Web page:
Ms. Shelley Glenn Lee and her students joined us for a hands-on field day where we trained them in survey protocol, use of equipment (e.g., GPS units and camera traps), and how to collect and record data. We then put these young citizen scientists to work reviewing wildlife camera photos and collecting data on species occurrences in the River Park.
But that’s not all – each student conducted a research project and created a piece of art based on a locally sensitive animal species of their choosing. They are now using their artwork to help raise funds for the Conservancy and the Citizen Science Program. With such a great start, we look forward to expanding the program into additional properties in the future!
A total of 172 plant species and 95 wildlife species were detected during the 2014/2015 surveys at the River Park JPA Headquarters, including 9 invertebrates, 9 mammals, 66 birds, 10 reptiles and 1 amphibian. Click on the links below to see complete lists of all species observed:
You are on this page because you want to be an SDRVC Citizen Scientist! Learn about our upcoming Citizen Science projects in Santa Fe Valley, near Del Dios here!
I’m a scientist, he’s a scientist, she’s a scientist, we’re all scientists, wouldn’t you like to be a scientist too? Here at the Conservancy, we’re hoping you say yes because we need citizen scientists to help implement the San Dieguito Citizen Science Monitoring Program!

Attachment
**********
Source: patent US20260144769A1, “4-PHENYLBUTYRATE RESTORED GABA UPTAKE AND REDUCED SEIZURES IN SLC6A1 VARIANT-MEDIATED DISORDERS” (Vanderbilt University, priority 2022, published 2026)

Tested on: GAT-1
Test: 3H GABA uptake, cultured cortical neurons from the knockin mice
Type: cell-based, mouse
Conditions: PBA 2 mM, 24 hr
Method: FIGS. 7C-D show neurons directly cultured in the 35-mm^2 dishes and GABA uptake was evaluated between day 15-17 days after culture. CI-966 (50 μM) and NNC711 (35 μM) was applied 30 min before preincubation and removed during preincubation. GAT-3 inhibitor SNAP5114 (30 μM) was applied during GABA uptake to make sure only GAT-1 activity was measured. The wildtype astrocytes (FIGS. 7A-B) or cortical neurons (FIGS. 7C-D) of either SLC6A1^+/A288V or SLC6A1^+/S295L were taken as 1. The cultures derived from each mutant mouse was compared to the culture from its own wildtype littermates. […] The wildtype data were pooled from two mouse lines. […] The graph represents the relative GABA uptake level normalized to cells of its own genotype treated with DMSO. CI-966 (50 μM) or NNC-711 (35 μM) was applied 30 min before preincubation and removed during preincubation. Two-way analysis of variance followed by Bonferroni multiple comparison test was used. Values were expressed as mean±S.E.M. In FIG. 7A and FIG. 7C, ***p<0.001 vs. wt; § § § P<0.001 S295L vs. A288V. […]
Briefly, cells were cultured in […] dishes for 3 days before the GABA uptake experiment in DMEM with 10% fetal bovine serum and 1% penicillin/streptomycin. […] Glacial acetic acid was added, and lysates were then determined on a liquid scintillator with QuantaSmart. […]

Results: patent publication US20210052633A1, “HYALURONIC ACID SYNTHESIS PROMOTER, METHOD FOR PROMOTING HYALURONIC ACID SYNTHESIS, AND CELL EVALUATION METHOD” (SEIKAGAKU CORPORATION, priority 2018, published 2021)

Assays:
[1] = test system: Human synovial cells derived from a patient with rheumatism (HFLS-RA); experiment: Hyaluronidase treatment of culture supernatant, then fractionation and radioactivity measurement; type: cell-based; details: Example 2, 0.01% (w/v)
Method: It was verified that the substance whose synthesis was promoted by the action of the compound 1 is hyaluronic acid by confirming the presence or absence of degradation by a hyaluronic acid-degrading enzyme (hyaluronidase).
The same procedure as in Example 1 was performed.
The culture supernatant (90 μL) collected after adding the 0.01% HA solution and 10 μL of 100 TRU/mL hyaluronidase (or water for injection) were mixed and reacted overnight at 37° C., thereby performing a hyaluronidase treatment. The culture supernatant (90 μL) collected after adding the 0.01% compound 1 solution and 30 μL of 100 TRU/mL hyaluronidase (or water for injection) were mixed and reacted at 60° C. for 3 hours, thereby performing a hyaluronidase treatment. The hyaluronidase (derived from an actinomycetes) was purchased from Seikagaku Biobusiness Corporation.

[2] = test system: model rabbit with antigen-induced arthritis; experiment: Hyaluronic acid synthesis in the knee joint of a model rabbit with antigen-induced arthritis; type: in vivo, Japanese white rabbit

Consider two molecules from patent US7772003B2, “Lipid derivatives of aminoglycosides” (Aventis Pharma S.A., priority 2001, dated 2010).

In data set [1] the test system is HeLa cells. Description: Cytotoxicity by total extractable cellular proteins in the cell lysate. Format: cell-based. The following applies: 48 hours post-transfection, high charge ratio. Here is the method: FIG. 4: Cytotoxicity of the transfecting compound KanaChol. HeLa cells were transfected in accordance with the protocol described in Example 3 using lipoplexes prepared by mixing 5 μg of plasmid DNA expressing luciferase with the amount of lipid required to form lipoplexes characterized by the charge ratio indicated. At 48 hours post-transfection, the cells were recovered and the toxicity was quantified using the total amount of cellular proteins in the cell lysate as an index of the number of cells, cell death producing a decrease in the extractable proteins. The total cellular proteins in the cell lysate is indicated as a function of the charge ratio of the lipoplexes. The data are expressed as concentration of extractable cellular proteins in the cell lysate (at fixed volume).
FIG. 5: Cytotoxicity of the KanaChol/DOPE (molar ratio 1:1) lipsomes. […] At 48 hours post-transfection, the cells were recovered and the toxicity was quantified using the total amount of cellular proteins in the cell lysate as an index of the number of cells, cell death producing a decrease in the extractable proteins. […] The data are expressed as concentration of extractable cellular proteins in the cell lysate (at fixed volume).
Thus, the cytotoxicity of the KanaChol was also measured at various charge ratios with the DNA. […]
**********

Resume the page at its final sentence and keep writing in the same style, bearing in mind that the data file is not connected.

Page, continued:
Check out the current citizen scientist opportunities below and see what works for you. Whether you are available one-time only or would like to make a longer-term commitment, we can use your help. For additional information on the opportunities below, or to begin your citizen scientist journey with us, please email Conservation Manager Jonathan Appelbaum at email@example.com.
Upload your plant and wildlife photos from the River Park and provide us valuable biodiversity data! All you have to do is download the iNaturalist app on your mobile device, create an account and join our San Dieguito Citizen Science Biodiversity Project. Then you can upload your photos and provide some basic information about your observation. Your observations, combined with our site-specific citizen science surveys, will provide us valuable data to help us monitor and manage the biodiversity of the River Park in the long-term.